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Satanist And Christian Holiday Displays To Go Up At Michigan Capitol

During the Christmas season, Michigan's Capitol Building in Lansing will host two holiday displays: a traditional Christian Nativity, and an exhibit by the Satanic Temple.
During the Christmas season, Michigan's Capitol Building in Lansing will host two holiday displays: a traditional Christian Nativity, and an exhibit by the Satanic Temple.

Two very different holiday displays will share the grounds of the Michigan State Capitol next week: a traditional Christian Nativity and an exhibit by the Satanic Temple. The situation has brought controversy — and energized Christians who realized that a planned Nativity was in danger of being canceled.

The story drew intense attention after it emerged that there was a chance the Capitol grounds might host only a Satanic holiday display during the Christmas season, because plans for a Christian display didn't take into account Michigan's rules.

The Detroit chapter of the Satanic Temple had sought to put up its exhibit as a message about religious freedom and inclusiveness, as a counterweight to the Christian Nativity (the group is putting up a similar display at Florida's Capitol rotunda).

The Satanic Temple received official approval for its holiday display after the Capitol staff consulted the state attorney general's office.

"It's a First Amendment right," says Capitol Facility Director Dan Brocklehurst.

The permit for the Christian Nativity had been filed from outside Michigan. But the state's rules require Capitol holiday displays to be taken down by 11 o'clock every night. When the organizer realized he wouldn't be able to comply, "they kind of withdrew their request," Brocklehurst says.

That left the field to the Satanic Temple, feeding the impression in some quarters that the state had decided that instead of a Nativity scene, its grounds would host a Satanic exhibit that features a snake and the words "The Greatest Gift is Knowledge."

"A lot of the Christians felt we denied the Nativity scene," Brocklehurst says. But he adds that the situation changed when people realized the out-of-state permit was at risk of being withdrawn because of a lack of local support.

Led by state Sen. Rick Jones, who said earlier this week that he was "a little outraged that a Satanic group has decided to steal a Christian holiday," a group of volunteers stepped forward to put up a donated Nativity scene and take it down each day.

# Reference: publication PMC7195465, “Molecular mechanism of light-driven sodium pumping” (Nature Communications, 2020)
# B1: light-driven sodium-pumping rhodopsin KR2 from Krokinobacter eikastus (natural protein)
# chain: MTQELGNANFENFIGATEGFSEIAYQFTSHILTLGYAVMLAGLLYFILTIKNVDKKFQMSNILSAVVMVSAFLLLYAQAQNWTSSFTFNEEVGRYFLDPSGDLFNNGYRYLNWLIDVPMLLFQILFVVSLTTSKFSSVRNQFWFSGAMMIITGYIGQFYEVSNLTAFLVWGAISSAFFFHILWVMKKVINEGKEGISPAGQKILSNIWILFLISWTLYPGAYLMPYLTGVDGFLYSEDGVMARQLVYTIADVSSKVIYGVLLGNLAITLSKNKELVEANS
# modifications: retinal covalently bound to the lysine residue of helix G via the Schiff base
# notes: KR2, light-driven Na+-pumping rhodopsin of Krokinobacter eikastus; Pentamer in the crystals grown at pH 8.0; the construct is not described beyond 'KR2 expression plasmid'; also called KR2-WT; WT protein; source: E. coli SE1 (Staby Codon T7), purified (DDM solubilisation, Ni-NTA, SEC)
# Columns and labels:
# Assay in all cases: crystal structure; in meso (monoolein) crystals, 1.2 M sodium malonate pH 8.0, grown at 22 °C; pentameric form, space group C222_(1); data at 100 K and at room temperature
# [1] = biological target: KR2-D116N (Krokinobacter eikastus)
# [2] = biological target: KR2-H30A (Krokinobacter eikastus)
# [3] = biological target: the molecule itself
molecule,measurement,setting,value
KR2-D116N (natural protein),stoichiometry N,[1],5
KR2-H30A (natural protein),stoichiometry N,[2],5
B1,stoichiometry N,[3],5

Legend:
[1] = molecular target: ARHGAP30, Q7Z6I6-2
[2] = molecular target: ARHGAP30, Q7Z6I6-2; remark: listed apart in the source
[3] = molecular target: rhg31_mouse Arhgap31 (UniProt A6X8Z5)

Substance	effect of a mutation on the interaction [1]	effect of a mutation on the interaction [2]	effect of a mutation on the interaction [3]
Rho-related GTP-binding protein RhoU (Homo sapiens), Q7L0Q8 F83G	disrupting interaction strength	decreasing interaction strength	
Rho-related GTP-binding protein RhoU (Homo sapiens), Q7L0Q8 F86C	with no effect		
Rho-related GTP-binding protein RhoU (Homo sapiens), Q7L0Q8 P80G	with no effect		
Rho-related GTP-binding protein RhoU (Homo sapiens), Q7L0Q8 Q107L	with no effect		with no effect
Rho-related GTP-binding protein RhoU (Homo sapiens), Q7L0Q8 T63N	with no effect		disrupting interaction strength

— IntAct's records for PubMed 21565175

A Christian Nativity will now be erected on the Capitol grounds, starting Friday morning. The Satanic Temple's display will join it on Sunday.

Next to the displays, Capitol staff will erect signs reminding visitors that "this exhibit is not owned, maintained, promoted, supported by or associated with" the state of Michigan, Brocklehurst says.

Both of the exhibits will also be placed where security cameras will let Capitol staff keep an eye on them.

"We want to be sure they're both secure and not subject to vandalism while they're on Capitol grounds," says Brocklehurst, who acknowledges that the dueling displays have put Michigan officials "in new territory."

According to the Satanic Temple's website, the group's mission is "to encourage benevolence and empathy among all people," while embracing "practical common sense and justice."

As for its mission in Michigan, Jex Blackmore, director of the Satanic Temple's Detroit chapter, says the Christmas display "draws attention to a policy that's clearly intended to support the display of mainstream religious iconography while excluding others."

She adds that the Satanic Temple is hoping the holiday display episode will serve as an example to the state Legislature, where the Michigan Religious Freedom and Restoration Act has stirred debate over allowing people and businesses to claim exemptions from state laws owing to their religious beliefs.

Blackmore says, "Many of us suspect [it's] shortsighted in that it doesn't account for the multiple religions that may seek privilege and exemption under its umbrella."

And she says that the idea of erecting non-Christian holiday displays might spread.

"We've inspired a lot of enthusiasm, and other chapters of The Satanic Temple are looking into the possibility of submitting displays across the nation," Blackmore says. "It's a bit late in the season now, but I feel the next year's holiday season will see a lot more in the way of Satanic displays."

While the situation has brought a burst of attention to Michigan's Capitol staff, it has also created a unique circumstance for Brocklehurst, who says he's "very committed" to his Christian faith.

On Sunday, Brocklehurst will visit the state Capitol to review the Satanic Temple display — before continuing on to attend worship services at his church.

Copyright 2021 NPR. To see more, visit https://www.npr.org.

Bill Chappell is a writer and editor on the News Desk in the heart of NPR's newsroom in Washington, D.C.